Daily Management Review

Italy Sets High Budget Deficit Target Which May Clash With EU


09/28/2018




Italy Sets High Budget Deficit Target Which May Clash With EU
Italy is on a possible collision course with the European Union because it has agreed to a budget proposal to set the budget deficit target for 2019 at 2.4% of GDP. This decision has however been lauded by many leaders in the country.
 
Deputy prime ministers – Luigi Di Maio, the leader of the anti-establishment Five Star Movement (M5S), and Matteo Salvini, who heads up the far-right League, reportedly exerted too much pressure on Italy’s economy minister Giovanni Tria, who ultimately had to succumb to their demands for increase the deficit target so that the government could pay for promised made by the political parties in the election campaigns which includes expenses for a universal basic income, flat tax and pension reforms.
 
Currently, the total debt of Italy stands at around 131% of GDP, and Tria had been attempting to set the budget deficit to at 1.9% of GDP. Tria does not belong to any political party but is an academic. The total debt of Italy percentage against GDP is the second largest in the Europe after Greece.
 
“There is an accord within the whole government for 2.4%, we are satisfied, this is a budget for change,” Di Maio and Salvini said in a joint statement.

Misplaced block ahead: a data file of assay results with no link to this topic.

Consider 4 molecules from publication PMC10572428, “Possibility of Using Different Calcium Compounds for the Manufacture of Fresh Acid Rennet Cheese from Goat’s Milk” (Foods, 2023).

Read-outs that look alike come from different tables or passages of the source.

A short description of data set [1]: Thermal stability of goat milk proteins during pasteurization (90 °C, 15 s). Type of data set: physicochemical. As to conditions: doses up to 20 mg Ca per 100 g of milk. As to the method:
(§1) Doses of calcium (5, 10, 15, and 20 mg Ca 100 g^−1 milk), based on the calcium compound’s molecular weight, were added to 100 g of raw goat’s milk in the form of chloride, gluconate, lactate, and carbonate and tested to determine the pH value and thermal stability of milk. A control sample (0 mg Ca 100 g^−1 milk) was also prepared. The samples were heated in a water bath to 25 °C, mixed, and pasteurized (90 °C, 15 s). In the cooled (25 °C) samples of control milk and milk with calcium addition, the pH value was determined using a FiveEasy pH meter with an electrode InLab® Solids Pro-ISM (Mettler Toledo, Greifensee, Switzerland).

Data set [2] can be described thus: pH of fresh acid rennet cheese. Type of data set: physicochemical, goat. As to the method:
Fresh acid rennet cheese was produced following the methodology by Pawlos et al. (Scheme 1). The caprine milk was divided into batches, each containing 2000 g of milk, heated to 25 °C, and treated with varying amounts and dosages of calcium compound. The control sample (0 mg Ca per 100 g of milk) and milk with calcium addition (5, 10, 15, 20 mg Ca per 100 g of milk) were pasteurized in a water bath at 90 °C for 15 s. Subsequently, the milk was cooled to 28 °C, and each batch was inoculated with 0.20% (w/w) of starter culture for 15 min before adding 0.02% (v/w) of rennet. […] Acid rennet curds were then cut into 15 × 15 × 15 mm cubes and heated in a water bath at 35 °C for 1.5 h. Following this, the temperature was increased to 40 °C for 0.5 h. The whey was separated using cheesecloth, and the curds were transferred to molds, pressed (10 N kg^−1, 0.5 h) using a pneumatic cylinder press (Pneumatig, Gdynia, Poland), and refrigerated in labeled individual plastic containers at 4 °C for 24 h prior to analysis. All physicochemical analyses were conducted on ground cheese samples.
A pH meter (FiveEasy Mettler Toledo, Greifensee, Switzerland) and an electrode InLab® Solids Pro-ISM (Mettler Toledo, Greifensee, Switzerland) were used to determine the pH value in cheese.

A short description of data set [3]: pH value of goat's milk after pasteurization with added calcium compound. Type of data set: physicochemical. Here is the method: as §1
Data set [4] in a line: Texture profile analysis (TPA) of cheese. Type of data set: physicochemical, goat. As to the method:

The decision was marked as a historic day and a victory for Italian citizens by Di Maio in a message on Facebook. One of the key feature of his party’s election campaign was the means-tested basic income, which will cost €10bn.
 
“For the first time in the history of this country we will erase poverty thanks to the basic income,” he said. “We will finally give a future to the 6.5 million people, who until now have lived in poverty and been completely ignored.”
 
Measures to spur growth were also included in the target, he added. The budget will now pas through the parliament and will be presented to the EU by 20 October.
 
There was speculation of a delayed agreement on the targeted budget deficit which led to a fall in the euro and stock markets throughout Europe but which later recovered on the news that the Italian government could come to an agreement to set the target at around 2%.
 
The assumption under which capital markets were operating until today, the idea that Tria can rein in the animal spirits of this government, has faded away,” said Francesco Galietti, the founder of Policy Sonar, a Rome-based consultancy.
 
“The good news is a deal has been done, which is better than endless delay.”
 
While the 2.4% budget deficit target is well within the EU threshold of 3% for debt, the total debt and government expenses could increase during the time the budget passes through the parliament.
 
“2.4 is not even the final figure – this is what the government is signing off but during the journey through parliament it could mushroom, so could eventually be 3%,” added Galietti.
 
(Source:www.theguardian.com)






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